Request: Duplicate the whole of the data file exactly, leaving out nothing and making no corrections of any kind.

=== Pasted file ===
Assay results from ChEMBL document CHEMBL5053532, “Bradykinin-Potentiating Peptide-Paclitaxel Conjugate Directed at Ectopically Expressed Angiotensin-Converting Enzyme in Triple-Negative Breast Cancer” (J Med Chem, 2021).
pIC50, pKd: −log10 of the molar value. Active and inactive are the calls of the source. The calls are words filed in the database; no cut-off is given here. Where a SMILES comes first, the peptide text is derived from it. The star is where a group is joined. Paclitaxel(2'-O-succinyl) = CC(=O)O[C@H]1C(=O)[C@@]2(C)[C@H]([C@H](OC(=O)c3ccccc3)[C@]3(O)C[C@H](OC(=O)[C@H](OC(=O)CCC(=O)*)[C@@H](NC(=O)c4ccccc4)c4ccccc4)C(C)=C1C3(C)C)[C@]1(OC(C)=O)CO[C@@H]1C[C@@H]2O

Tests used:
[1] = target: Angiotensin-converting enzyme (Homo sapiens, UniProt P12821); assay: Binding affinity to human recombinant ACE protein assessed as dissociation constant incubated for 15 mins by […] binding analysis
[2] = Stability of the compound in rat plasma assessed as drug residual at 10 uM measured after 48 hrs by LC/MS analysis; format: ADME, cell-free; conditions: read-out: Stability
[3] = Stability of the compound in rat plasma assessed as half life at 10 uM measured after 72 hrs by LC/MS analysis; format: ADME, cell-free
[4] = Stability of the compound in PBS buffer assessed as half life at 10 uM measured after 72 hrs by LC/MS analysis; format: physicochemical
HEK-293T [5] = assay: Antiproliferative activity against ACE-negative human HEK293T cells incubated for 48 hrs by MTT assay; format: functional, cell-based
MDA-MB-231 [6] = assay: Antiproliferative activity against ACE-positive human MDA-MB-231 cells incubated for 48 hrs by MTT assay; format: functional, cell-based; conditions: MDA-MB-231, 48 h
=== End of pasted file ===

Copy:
Assay results from ChEMBL document CHEMBL5053532, “Bradykinin-Potentiating Peptide-Paclitaxel Conjugate Directed at Ectopically Expressed Angiotensin-Converting Enzyme in Triple-Negative Breast Cancer” (J Med Chem, 2021).
pIC50, pKd: −log10 of the molar value. Active and inactive are the calls of the source. The calls are words filed in the database; no cut-off is given here. Where a SMILES comes first, the peptide text is derived from it. The star is where a group is joined. Paclitaxel(2'-O-succinyl) = CC(=O)O[C@H]1C(=O)[C@@]2(C)[C@H]([C@H](OC(=O)c3ccccc3)[C@]3(O)C[C@H](OC(=O)[C@H](OC(=O)CCC(=O)*)[C@@H](NC(=O)c4ccccc4)c4ccccc4)C(C)=C1C3(C)C)[C@]1(OC(C)=O)CO[C@@H]1C[C@@H]2O

Tests used:
[1] = target: Angiotensin-converting enzyme (Homo sapiens, UniProt P12821); assay: Binding affinity to human recombinant ACE protein assessed as dissociation constant incubated for 15 mins by […] binding analysis
[2] = Stability of the compound in rat plasma assessed as drug residual at 10 uM measured after 48 hrs by LC/MS analysis; format: ADME, cell-free; conditions: read-out: Stability
[3] = Stability of the compound in rat plasma assessed as half life at 10 uM measured after 72 hrs by LC/MS analysis; format: ADME, cell-free
[4] = Stability of the compound in PBS buffer assessed as half life at 10 uM measured after 72 hrs by LC/MS analysis; format: physicochemical
HEK-293T [5] = assay: Antiproliferative activity against ACE-negative human HEK293T cells incubated for 48 hrs by MTT assay; format: functional, cell-based
MDA-MB-231 [6] = assay: Antiproliferative activity against ACE-positive human MDA-MB-231 cells incubated for 48 hrs by MTT assay; format: functional, cell-based; conditions: MDA-MB-231, 48 h